In order to conquer the world of economics with his new theory, it was critical for Keynes to destroy his rivals within Cambridge itself. In his mind, he who controlled Cambridge controlled the world. His most dangerous rival was Marshall’s handpicked successor and Keynes’s former teacher, Arthur C. Pigou. Keynes began his systematic campaign of destruction against Pigou when Pigou rejected his previous approach in the Treatise on Money, at which point Keynes also broke with his former student and close friend, Dennis H. Robertson, for refusing to join the lineup against Pigou.
In The General Theory, Keynes set forth a unique politico-economic sociology, dividing the population of each country into several rigidly separated economic classes, each with its own behavioral laws and characteristics, each carrying its own implicit moral evaluation. First, there is the mass of consumers: dumb, robotic, their behavior fixed and totally determined by external forces. In Keynes’s assertion, the main force is a rigid proportion of their total income, namely, their determined “consumption function.” Second, there is a subset of consumers, an eternal problem for mankind: the insufferably bourgeois savers, those who practice the solid puritan virtues of thrift and farsightedness, those whom Keynes, the would-be aristocrat, despised all of his life. All previous economists, certainly including Keynes’s forbears Smith, Ricardo, and Marshall, had lauded thrifty savers as building up long-term capital and therefore as responsible for enormous long-term improvements in consumers’ standard of living. But Keynes, in a feat of prestidigitation, severed the evident link between savings and investment, claiming instead that the two are unrelated. In fact, he wrote, savings are a drag on the system; they “leak out” of the spending stream, thereby causing recession and unemployment. Hence Keynes, like Mandeville in the early eighteenth century, was able to condemn thrift and savings; he had finally gotten his revenge on the bourgeoisie.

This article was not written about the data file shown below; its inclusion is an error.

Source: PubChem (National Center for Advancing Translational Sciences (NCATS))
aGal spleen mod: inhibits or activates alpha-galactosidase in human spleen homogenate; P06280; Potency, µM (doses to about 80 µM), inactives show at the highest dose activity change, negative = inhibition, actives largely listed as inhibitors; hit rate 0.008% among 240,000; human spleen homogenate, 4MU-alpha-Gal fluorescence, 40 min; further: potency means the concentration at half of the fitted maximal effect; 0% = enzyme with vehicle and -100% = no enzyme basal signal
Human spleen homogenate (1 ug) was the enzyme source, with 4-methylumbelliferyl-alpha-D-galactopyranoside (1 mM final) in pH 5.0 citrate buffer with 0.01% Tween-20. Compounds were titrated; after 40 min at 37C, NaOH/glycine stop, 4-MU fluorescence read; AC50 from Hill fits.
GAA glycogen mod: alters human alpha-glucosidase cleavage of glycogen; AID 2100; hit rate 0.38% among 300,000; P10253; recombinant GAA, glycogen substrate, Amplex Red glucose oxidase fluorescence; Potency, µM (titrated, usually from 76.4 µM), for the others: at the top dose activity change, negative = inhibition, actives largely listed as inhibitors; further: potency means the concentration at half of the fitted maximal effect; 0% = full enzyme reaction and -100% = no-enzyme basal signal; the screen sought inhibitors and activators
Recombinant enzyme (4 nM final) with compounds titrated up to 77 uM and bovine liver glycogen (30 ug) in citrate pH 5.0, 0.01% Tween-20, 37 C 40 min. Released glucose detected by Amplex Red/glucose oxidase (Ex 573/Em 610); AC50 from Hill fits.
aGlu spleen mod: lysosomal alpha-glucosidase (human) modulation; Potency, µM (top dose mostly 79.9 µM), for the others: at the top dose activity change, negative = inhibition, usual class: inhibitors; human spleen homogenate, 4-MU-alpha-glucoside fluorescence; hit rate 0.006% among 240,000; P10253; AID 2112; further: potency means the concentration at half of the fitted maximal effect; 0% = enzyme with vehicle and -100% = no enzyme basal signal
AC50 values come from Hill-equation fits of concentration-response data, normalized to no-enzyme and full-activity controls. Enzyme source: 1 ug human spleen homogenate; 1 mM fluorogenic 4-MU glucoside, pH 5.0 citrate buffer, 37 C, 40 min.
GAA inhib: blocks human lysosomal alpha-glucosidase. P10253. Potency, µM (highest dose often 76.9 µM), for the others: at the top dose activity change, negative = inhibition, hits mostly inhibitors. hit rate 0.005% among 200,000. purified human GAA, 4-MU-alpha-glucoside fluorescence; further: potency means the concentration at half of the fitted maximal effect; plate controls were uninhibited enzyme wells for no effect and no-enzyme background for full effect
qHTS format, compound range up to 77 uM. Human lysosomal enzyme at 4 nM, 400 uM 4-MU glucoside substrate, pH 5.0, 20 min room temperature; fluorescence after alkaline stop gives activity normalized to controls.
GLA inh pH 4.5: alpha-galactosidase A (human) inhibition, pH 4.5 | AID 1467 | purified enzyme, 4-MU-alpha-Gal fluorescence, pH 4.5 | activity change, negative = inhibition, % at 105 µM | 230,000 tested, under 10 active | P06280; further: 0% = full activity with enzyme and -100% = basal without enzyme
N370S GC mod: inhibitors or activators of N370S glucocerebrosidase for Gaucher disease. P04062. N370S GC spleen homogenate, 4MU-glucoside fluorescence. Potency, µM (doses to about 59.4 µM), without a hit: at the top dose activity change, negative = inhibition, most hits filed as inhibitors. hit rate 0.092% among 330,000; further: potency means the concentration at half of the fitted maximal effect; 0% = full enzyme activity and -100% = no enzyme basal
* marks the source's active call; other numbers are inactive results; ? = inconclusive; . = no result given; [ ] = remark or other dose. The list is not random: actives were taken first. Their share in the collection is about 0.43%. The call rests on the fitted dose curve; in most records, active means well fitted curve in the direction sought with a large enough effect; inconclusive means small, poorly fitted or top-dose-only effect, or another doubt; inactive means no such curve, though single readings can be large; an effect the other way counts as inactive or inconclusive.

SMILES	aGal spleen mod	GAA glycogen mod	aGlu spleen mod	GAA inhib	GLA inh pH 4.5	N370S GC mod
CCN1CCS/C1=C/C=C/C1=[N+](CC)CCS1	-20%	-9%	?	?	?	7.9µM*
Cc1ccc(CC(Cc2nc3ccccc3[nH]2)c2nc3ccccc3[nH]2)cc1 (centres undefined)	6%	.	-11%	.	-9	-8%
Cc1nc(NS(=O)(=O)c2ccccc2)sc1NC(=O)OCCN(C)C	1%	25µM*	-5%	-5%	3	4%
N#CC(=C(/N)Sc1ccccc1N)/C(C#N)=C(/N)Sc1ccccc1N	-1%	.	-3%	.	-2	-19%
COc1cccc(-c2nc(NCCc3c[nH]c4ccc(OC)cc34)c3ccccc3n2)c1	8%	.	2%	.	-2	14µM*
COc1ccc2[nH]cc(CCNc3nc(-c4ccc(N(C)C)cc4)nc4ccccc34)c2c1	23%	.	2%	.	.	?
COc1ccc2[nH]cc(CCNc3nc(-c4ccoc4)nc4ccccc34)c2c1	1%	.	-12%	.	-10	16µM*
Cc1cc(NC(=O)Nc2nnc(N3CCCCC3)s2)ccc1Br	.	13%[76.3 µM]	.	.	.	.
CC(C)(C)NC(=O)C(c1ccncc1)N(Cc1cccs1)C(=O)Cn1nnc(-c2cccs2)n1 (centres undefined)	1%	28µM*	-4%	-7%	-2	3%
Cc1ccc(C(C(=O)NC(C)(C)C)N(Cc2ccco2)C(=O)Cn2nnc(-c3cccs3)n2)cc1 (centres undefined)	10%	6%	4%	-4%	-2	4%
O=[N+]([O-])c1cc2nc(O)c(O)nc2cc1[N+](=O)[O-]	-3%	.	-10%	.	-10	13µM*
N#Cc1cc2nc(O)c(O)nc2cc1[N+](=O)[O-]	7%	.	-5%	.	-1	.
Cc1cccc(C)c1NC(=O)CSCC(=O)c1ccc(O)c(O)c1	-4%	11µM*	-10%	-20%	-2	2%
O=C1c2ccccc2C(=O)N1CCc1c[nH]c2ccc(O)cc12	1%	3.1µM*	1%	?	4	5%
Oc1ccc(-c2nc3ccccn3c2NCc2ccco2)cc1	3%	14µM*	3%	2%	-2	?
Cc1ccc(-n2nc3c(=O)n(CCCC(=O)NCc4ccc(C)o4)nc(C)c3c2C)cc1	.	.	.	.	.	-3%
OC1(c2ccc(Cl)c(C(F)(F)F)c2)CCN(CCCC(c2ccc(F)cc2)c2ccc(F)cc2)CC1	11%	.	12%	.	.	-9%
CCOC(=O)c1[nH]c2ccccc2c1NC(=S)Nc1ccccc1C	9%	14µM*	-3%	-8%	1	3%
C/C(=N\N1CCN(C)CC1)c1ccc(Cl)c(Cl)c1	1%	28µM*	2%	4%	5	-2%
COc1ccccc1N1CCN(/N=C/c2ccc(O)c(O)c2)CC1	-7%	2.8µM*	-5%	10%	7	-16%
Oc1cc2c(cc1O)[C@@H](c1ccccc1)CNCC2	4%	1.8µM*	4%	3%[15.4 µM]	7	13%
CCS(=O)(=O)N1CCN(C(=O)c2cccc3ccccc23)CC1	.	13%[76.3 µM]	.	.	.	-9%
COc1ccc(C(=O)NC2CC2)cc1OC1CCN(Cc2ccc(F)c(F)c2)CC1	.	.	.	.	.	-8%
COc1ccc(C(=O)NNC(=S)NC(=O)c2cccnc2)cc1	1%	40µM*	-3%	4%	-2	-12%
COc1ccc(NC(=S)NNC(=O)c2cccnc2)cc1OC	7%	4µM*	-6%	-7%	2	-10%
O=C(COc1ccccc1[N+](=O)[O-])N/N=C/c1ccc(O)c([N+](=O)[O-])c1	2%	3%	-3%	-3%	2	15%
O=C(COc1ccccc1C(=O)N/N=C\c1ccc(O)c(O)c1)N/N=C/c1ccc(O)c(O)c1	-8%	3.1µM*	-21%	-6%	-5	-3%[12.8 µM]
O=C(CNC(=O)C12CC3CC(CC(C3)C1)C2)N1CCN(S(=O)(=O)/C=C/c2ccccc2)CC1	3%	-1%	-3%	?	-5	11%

By also severing interest returns from the price of time or from the real economy and by making it only a monetary phenomenon, Keynes was able to advocate, as a linchpin of his basic political program, the “euthanasia of the rentier” class: that is, the state’s expanding the quantity of money enough so as to drive down the rate of interest to zero, thereby at last wiping out the hated creditors.
Keynes then came to the third economic class, to whom he was somewhat better disposed: the investors. In contrast to the passive and robotic consumers, investors are not determined by an external mathematical function. On the contrary, they are brimful of free will and active dynamism. They are also not an evil drag on the economic machinery, as are the savers. They are important contributors to everyone’s welfare. But, alas, there is a hitch. Even though dynamic and full of free will, investors are erratic creatures of their own moods and whims. They are, in short, productive but irrational. They are driven by psychological moods and “animal spirits.”
To develop a way out, Keynes presented a fourth class of society. Unlike the robotic and ignorant consumers, this group is described as full of free will, activism, and knowledge of economic affairs. And unlike the hapless investors, they are not irrational folk, subject to mood swings and animal spirits; on the contrary, they are supremely rational as well as knowledgeable, able to plan best for society in the present as well as in the future. This class, this deus ex machina external to the market, is of course the state apparatus, as headed by its natural ruling elite and guided by the modern, scientific version of Platonic philosopher-kings. In short, government leaders, guided firmly and wisely by Keynesian economists and social scientists (naturally headed by the great man himself), would save the day. In the politics and sociology of The General Theory, all the threads of Keynes’s life and thought are neatly tied up.